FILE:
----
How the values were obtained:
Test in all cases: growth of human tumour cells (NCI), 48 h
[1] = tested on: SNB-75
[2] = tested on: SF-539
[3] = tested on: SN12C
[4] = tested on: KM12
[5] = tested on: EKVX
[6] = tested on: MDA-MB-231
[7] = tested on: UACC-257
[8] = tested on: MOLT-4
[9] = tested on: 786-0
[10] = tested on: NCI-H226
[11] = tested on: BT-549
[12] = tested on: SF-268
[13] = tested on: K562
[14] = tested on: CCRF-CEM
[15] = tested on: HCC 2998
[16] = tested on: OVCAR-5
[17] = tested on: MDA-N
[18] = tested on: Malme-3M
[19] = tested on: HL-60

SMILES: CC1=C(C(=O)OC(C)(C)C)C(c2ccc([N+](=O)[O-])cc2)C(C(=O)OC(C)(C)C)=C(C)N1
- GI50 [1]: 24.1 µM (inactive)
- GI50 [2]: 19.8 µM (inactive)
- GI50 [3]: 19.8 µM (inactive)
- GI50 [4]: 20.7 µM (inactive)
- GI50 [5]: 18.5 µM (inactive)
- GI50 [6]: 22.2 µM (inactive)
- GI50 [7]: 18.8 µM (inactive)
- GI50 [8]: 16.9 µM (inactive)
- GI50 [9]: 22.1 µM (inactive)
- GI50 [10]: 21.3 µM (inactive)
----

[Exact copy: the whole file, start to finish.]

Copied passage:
How the values were obtained:
Test in all cases: growth of human tumour cells (NCI), 48 h
[1] = tested on: SNB-75
[2] = tested on: SF-539
[3] = tested on: SN12C
[4] = tested on: KM12
[5] = tested on: EKVX
[6] = tested on: MDA-MB-231
[7] = tested on: UACC-257
[8] = tested on: MOLT-4
[9] = tested on: 786-0
[10] = tested on: NCI-H226
[11] = tested on: BT-549
[12] = tested on: SF-268
[13] = tested on: K562
[14] = tested on: CCRF-CEM
[15] = tested on: HCC 2998
[16] = tested on: OVCAR-5
[17] = tested on: MDA-N
[18] = tested on: Malme-3M
[19] = tested on: HL-60

SMILES: CC1=C(C(=O)OC(C)(C)C)C(c2ccc([N+](=O)[O-])cc2)C(C(=O)OC(C)(C)C)=C(C)N1
- GI50 [1]: 24.1 µM (inactive)
- GI50 [2]: 19.8 µM (inactive)
- GI50 [3]: 19.8 µM (inactive)
- GI50 [4]: 20.7 µM (inactive)
- GI50 [5]: 18.5 µM (inactive)
- GI50 [6]: 22.2 µM (inactive)
- GI50 [7]: 18.8 µM (inactive)
- GI50 [8]: 16.9 µM (inactive)
- GI50 [9]: 22.1 µM (inactive)
- GI50 [10]: 21.3 µM (inactive)